Seoul and all of Korea are very densely populated, and even at night cycling and walking paths are often crowded; consideration for others can’t be emphasized enough.
A few simple “rules of the road” will prevent complicated problems on the bike paths:
- Always keep to the far right. Stay off sidewalks.
- Abide by all traffic signs and lights.
- Notify your presence when approaching or passing people.
- Walk your bike when on non-bicycle paths.
- Unless you are disabled, a child or a senior, never ride your bicycle in a crosswalk.
- Be aware of your surroundings – anticipate pedestrians not paying attention, cars that might not notice you, or dogs that are unleashed.
Bicycles are considered a vehicle and therefore are held accountable in accidents in the same manner that a car is accountable. If an accident occurs, take photos and call 119 if necessary for emergency services.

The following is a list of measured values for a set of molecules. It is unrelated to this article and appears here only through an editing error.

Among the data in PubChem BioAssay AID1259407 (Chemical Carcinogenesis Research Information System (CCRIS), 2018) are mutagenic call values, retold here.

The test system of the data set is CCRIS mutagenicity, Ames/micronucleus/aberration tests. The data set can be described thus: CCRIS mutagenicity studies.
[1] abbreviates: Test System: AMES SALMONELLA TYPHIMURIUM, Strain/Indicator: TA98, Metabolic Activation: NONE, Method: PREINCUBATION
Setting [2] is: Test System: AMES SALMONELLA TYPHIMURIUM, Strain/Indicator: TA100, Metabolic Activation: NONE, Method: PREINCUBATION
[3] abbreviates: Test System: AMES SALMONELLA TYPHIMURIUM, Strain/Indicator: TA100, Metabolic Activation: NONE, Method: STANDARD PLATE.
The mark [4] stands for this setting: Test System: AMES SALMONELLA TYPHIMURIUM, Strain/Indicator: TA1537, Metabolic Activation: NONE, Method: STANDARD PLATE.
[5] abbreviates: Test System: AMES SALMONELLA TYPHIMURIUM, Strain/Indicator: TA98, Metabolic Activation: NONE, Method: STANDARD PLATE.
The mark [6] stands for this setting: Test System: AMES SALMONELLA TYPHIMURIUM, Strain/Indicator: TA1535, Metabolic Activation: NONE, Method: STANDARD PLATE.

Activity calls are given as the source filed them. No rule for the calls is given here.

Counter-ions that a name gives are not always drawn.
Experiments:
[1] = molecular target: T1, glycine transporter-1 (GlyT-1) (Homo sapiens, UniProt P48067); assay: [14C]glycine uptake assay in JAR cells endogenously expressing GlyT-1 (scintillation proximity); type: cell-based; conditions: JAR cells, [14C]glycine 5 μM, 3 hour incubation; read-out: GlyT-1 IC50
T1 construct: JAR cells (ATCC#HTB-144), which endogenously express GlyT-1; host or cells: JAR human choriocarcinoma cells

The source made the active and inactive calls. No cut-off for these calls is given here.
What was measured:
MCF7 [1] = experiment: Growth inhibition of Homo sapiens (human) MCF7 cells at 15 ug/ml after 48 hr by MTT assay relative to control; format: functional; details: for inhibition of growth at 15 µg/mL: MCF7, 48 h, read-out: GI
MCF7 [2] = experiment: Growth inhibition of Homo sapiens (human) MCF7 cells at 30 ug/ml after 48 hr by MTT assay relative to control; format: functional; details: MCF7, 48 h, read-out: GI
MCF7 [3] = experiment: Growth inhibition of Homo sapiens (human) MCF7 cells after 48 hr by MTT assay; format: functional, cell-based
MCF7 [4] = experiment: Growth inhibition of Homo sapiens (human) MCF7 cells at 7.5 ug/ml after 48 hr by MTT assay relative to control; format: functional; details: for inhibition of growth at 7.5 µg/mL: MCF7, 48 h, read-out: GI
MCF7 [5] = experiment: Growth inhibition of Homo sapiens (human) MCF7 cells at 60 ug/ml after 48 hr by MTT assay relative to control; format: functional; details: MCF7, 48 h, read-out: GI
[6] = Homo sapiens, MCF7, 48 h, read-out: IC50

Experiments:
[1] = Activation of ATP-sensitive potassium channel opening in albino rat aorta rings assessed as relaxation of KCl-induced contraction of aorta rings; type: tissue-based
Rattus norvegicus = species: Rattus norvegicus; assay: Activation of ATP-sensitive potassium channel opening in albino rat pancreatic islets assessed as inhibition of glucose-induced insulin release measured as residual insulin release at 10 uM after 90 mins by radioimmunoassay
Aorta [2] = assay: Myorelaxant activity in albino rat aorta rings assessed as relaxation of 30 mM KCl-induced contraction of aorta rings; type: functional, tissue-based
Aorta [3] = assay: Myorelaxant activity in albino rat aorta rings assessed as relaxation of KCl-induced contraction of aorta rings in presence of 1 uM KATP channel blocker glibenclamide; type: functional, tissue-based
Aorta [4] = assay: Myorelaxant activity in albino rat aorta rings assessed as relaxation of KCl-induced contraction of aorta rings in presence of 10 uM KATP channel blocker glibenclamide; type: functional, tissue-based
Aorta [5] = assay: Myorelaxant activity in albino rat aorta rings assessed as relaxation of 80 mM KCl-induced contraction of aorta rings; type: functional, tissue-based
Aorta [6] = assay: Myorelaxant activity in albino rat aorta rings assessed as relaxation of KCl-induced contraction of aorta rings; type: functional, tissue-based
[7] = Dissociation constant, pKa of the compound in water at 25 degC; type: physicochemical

The trails in Seoul are busiest on the weekends and holidays. To avoid the crowds, try planning your rides for the early mornings and weekdays.
Bikes on Buses and Subways:
By far, the easiest and most affordable way for you to reach the trailhead is by public transportation. Intercity buses will allow you to put the bike in the luggage compartment under the bus.
Bikes are allowed to ride on the subway on weekends and public holidays (although never allowed on line 9). Bicycles are banned during week days on nearly all subway lines, except for non-numbered lines leading out of Seoul which allow bicycles at all times. Bicycles may only be boarded on the first or last train cars.
Avoid taking your bicycle on public transportation during rush hours! It will be difficult to make your way through large crowds and you risk damaging your ride.
At all times, be considerate of others. This is true when riding on the trails, but especially important on public transportation.
For more biking tips in Korea, check out these Trazy posts:
And be sure to share your Seoul cycling excursions on Trazy.com!
MRobertMarks, VeloDay Wangsimni